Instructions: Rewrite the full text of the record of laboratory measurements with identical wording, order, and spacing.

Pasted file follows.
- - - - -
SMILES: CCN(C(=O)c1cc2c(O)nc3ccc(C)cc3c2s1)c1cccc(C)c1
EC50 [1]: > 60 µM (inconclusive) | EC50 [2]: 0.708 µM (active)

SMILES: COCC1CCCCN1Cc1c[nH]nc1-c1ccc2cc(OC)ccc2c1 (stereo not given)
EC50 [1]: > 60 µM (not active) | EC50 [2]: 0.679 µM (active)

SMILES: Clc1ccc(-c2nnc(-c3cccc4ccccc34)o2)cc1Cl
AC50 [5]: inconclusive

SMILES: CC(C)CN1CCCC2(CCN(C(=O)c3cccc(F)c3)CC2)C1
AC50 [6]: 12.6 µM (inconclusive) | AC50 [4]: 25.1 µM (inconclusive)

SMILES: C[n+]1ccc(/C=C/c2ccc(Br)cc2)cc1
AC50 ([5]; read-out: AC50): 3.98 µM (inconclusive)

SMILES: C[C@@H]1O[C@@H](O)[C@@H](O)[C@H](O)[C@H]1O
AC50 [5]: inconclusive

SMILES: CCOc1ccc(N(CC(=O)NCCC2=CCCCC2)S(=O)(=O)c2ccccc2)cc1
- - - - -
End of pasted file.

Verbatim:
SMILES: CCN(C(=O)c1cc2c(O)nc3ccc(C)cc3c2s1)c1cccc(C)c1
EC50 [1]: > 60 µM (inconclusive) | EC50 [2]: 0.708 µM (active)

SMILES: COCC1CCCCN1Cc1c[nH]nc1-c1ccc2cc(OC)ccc2c1 (stereo not given)
EC50 [1]: > 60 µM (not active) | EC50 [2]: 0.679 µM (active)

SMILES: Clc1ccc(-c2nnc(-c3cccc4ccccc34)o2)cc1Cl
AC50 [5]: inconclusive

SMILES: CC(C)CN1CCCC2(CCN(C(=O)c3cccc(F)c3)CC2)C1
AC50 [6]: 12.6 µM (inconclusive) | AC50 [4]: 25.1 µM (inconclusive)

SMILES: C[n+]1ccc(/C=C/c2ccc(Br)cc2)cc1
AC50 ([5]; read-out: AC50): 3.98 µM (inconclusive)

SMILES: C[C@@H]1O[C@@H](O)[C@@H](O)[C@H](O)[C@H]1O
AC50 [5]: inconclusive

SMILES: CCOc1ccc(N(CC(=O)NCCC2=CCCCC2)S(=O)(=O)c2ccccc2)cc1